Who manufactures cluster bombs?
Orbital ATK (United States) Poongsan (South Korea) Textron (United States)
Does Raytheon make cluster bombs?
The company does not make cluster munitions, which are air or ground-launched bombs that contain submunitions that spread indiscriminately over a wide area. It also reportedly approved a $500 million deal that would have allowed Raytheon to sell smart bombs to Saudi Arabia.
Does the US make cluster bombs?
The US last used cluster munitions during the 2003 invasion of Iraq, with the exception of a single attack in Yemen in 2009. The US last budgeted funds to produce new cluster munitions in 2007 and since then has only manufactured them for foreign sales.
Does Textron make cluster munitions?
Because of the ongoing maintenance in 2018 of (at least US and Indian Air Force) cluster munitions and test support for the Indian Air Force, Textron is clearly still involved in cluster munitions. Maintenance and test support of cluster munitions is, as per this report’s methodology, not seen as production.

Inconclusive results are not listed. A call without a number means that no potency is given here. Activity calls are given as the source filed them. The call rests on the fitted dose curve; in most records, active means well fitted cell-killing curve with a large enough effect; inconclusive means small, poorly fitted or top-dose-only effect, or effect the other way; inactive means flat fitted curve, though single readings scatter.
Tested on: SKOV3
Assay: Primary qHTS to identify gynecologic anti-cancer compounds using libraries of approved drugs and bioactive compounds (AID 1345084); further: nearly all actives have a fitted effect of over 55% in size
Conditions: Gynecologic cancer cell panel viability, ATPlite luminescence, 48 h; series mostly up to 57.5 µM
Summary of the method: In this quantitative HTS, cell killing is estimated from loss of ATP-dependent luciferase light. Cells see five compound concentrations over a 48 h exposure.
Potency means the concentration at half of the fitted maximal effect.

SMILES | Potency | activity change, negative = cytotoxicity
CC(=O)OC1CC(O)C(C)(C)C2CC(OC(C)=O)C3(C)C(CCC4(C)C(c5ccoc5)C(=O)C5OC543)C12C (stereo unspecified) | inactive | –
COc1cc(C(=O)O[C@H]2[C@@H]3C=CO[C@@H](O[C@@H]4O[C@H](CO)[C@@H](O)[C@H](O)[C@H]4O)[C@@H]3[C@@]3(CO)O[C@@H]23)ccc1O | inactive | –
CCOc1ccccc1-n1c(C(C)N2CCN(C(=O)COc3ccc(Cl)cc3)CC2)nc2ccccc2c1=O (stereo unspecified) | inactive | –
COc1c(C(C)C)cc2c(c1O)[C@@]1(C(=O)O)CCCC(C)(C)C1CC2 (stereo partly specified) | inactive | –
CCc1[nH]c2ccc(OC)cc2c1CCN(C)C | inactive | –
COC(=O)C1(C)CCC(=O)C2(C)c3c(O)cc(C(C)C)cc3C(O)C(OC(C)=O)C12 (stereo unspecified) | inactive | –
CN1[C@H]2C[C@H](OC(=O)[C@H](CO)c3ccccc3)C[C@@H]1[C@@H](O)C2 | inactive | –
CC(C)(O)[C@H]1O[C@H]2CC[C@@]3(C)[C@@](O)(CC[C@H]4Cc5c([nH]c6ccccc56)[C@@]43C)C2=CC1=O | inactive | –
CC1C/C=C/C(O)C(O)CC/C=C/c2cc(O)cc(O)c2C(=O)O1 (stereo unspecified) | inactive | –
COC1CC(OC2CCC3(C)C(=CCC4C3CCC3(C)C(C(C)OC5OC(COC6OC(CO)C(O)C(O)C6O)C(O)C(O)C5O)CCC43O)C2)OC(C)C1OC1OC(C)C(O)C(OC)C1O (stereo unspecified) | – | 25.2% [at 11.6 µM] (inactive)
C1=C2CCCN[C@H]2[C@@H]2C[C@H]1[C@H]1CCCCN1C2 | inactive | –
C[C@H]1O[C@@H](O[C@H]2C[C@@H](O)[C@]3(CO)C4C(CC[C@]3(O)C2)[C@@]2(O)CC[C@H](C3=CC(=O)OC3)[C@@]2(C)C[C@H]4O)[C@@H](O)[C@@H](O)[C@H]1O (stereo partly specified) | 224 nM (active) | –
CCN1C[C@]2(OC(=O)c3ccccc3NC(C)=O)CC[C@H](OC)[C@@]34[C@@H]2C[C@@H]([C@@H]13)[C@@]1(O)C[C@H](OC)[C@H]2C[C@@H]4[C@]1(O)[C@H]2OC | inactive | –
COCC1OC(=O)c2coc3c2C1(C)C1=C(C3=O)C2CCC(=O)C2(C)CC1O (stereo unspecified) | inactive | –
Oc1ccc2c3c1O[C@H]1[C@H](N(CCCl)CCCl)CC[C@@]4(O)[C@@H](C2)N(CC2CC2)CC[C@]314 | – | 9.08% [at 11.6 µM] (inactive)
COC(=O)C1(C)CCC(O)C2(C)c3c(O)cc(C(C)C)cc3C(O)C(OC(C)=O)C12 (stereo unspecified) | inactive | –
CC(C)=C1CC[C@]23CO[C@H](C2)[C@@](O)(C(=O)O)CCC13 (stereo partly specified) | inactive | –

Who are the companies that make cluster bombs?
The industry is operating two parallel “stop lists”, which cover a dozen arms companies involved in making or supplying cluster bombs and anti-personnel landmines, including the US defence companies Lockheed Martin and General Dynamics, and the South Korean industrial conglomerate Doosan.
When is a company a producer of cluster munitions?
We consider a company or group of companies to be a cluster munitions producer when any part, however small, of its total turnover is derived from producing (key components for) cluster munitions or explosive submunitions, regardless of the nature of the company’s other activities.
How many countries have produced cluster bombs since World War 2?
34 countries have produced cluster munitions at one point or another since the end of World War II. Of this number, 16 are still believed to produce cluster munitions or reserve the right to do so. The other 18 have stopped producing the weapon prior to or as a result of joining the Convention on Cluster Munitions.
What’s the name of the new Air Force cluster bomb?
Last week the U.S. Air Force announced successful tests of the BLU-136 Next Generation Area Attack Weapon, a 2,000-pound munition to replace its controversial cluster bombs. The new weapon aims to be as lethal as a cluster bomb, but without leaving unexploded warheads afterwards.